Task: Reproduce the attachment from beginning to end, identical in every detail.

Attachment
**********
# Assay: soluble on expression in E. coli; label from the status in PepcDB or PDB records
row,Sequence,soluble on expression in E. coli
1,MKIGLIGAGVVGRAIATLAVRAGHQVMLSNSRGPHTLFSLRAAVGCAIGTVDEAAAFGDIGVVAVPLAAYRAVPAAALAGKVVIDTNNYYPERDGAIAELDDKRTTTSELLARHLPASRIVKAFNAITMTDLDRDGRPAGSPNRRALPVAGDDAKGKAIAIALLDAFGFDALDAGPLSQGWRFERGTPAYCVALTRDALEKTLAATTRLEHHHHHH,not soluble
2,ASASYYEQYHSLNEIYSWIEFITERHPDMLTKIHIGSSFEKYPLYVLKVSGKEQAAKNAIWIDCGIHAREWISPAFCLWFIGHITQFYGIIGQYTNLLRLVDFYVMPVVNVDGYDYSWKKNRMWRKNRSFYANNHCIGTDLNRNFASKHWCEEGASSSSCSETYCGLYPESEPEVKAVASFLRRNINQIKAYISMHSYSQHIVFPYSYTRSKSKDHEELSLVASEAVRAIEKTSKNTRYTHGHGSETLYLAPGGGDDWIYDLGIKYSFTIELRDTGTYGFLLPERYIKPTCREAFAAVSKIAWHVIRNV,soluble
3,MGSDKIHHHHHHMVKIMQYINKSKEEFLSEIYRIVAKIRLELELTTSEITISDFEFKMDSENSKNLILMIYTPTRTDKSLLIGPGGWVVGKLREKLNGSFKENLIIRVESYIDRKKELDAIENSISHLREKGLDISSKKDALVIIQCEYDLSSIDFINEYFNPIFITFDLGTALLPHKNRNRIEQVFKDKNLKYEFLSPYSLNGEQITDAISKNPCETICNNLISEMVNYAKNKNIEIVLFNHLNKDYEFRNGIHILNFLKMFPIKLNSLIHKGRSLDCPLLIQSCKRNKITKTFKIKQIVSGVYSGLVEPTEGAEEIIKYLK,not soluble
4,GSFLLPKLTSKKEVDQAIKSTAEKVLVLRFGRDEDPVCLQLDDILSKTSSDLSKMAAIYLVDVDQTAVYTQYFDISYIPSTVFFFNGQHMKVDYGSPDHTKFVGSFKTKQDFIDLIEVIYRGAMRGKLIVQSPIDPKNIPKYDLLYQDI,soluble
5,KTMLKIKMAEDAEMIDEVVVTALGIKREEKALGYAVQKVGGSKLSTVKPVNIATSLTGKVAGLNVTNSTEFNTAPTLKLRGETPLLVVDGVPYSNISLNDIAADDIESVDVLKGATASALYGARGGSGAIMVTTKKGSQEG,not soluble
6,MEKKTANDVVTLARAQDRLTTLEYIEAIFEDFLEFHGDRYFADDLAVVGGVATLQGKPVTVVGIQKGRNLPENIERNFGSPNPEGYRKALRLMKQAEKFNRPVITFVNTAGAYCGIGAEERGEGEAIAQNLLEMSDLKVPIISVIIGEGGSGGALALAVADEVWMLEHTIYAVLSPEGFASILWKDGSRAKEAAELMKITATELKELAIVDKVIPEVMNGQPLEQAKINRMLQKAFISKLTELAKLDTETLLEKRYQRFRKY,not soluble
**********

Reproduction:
# Assay: soluble on expression in E. coli; label from the status in PepcDB or PDB records
row,Sequence,soluble on expression in E. coli
1,MKIGLIGAGVVGRAIATLAVRAGHQVMLSNSRGPHTLFSLRAAVGCAIGTVDEAAAFGDIGVVAVPLAAYRAVPAAALAGKVVIDTNNYYPERDGAIAELDDKRTTTSELLARHLPASRIVKAFNAITMTDLDRDGRPAGSPNRRALPVAGDDAKGKAIAIALLDAFGFDALDAGPLSQGWRFERGTPAYCVALTRDALEKTLAATTRLEHHHHHH,not soluble
2,ASASYYEQYHSLNEIYSWIEFITERHPDMLTKIHIGSSFEKYPLYVLKVSGKEQAAKNAIWIDCGIHAREWISPAFCLWFIGHITQFYGIIGQYTNLLRLVDFYVMPVVNVDGYDYSWKKNRMWRKNRSFYANNHCIGTDLNRNFASKHWCEEGASSSSCSETYCGLYPESEPEVKAVASFLRRNINQIKAYISMHSYSQHIVFPYSYTRSKSKDHEELSLVASEAVRAIEKTSKNTRYTHGHGSETLYLAPGGGDDWIYDLGIKYSFTIELRDTGTYGFLLPERYIKPTCREAFAAVSKIAWHVIRNV,soluble
3,MGSDKIHHHHHHMVKIMQYINKSKEEFLSEIYRIVAKIRLELELTTSEITISDFEFKMDSENSKNLILMIYTPTRTDKSLLIGPGGWVVGKLREKLNGSFKENLIIRVESYIDRKKELDAIENSISHLREKGLDISSKKDALVIIQCEYDLSSIDFINEYFNPIFITFDLGTALLPHKNRNRIEQVFKDKNLKYEFLSPYSLNGEQITDAISKNPCETICNNLISEMVNYAKNKNIEIVLFNHLNKDYEFRNGIHILNFLKMFPIKLNSLIHKGRSLDCPLLIQSCKRNKITKTFKIKQIVSGVYSGLVEPTEGAEEIIKYLK,not soluble
4,GSFLLPKLTSKKEVDQAIKSTAEKVLVLRFGRDEDPVCLQLDDILSKTSSDLSKMAAIYLVDVDQTAVYTQYFDISYIPSTVFFFNGQHMKVDYGSPDHTKFVGSFKTKQDFIDLIEVIYRGAMRGKLIVQSPIDPKNIPKYDLLYQDI,soluble
5,KTMLKIKMAEDAEMIDEVVVTALGIKREEKALGYAVQKVGGSKLSTVKPVNIATSLTGKVAGLNVTNSTEFNTAPTLKLRGETPLLVVDGVPYSNISLNDIAADDIESVDVLKGATASALYGARGGSGAIMVTTKKGSQEG,not soluble
6,MEKKTANDVVTLARAQDRLTTLEYIEAIFEDFLEFHGDRYFADDLAVVGGVATLQGKPVTVVGIQKGRNLPENIERNFGSPNPEGYRKALRLMKQAEKFNRPVITFVNTAGAYCGIGAEERGEGEAIAQNLLEMSDLKVPIISVIIGEGGSGGALALAVADEVWMLEHTIYAVLSPEGFASILWKDGSRAKEAAELMKITATELKELAIVDKVIPEVMNGQPLEQAKINRMLQKAFISKLTELAKLDTETLLEKRYQRFRKY,not soluble